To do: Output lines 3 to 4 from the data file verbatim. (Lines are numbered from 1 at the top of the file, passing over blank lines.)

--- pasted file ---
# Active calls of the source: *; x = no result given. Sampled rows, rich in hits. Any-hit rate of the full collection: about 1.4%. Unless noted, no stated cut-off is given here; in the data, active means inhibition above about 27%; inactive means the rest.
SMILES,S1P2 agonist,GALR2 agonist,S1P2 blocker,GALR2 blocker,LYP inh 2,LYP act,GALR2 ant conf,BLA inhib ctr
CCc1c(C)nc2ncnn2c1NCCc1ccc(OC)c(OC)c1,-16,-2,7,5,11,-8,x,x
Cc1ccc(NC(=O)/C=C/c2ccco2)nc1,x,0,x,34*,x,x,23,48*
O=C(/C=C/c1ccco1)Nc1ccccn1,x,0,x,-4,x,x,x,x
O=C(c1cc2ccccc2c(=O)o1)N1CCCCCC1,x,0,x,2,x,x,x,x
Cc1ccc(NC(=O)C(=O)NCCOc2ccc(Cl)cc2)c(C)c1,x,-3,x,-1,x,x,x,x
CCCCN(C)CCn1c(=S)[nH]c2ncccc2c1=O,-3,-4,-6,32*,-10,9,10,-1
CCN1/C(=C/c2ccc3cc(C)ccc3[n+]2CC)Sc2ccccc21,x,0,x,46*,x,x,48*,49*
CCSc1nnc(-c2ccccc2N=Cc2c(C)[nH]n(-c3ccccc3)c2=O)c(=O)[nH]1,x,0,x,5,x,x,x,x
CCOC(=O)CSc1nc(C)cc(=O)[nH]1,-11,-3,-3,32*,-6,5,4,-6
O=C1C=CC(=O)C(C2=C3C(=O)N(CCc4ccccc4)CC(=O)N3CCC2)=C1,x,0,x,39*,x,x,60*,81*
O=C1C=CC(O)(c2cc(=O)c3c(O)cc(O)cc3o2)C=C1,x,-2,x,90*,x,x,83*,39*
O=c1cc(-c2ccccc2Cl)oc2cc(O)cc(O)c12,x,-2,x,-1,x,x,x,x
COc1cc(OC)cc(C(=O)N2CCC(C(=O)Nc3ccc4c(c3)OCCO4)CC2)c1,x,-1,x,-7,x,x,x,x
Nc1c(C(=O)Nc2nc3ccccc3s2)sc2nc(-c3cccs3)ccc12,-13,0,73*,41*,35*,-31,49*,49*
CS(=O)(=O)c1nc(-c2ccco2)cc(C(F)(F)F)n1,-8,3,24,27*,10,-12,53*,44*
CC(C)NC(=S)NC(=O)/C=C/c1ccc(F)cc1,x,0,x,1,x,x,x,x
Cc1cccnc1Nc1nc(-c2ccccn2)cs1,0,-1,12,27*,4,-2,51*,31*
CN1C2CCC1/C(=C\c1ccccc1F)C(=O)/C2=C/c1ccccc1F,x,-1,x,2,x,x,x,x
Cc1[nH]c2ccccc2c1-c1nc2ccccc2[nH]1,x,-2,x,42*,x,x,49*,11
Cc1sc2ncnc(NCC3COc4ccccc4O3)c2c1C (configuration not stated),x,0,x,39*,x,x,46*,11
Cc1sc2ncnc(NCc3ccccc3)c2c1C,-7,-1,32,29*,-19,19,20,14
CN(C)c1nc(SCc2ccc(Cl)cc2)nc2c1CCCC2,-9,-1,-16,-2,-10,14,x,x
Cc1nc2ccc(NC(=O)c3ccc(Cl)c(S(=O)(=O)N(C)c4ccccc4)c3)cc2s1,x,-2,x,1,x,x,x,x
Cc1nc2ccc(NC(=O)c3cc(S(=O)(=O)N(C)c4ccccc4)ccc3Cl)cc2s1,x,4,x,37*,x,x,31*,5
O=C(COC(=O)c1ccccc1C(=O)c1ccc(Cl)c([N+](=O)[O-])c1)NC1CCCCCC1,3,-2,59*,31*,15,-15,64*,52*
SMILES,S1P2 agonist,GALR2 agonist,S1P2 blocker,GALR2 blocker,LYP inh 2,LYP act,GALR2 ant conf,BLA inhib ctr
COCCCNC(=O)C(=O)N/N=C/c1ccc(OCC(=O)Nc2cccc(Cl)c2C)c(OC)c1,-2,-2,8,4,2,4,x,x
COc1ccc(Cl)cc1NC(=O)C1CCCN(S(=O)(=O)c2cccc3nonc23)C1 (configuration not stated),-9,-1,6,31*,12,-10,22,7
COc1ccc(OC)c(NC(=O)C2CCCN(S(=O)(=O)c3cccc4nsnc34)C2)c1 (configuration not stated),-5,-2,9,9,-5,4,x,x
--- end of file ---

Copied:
CCc1c(C)nc2ncnn2c1NCCc1ccc(OC)c(OC)c1,-16,-2,7,5,11,-8,x,x
Cc1ccc(NC(=O)/C=C/c2ccco2)nc1,x,0,x,34*,x,x,23,48*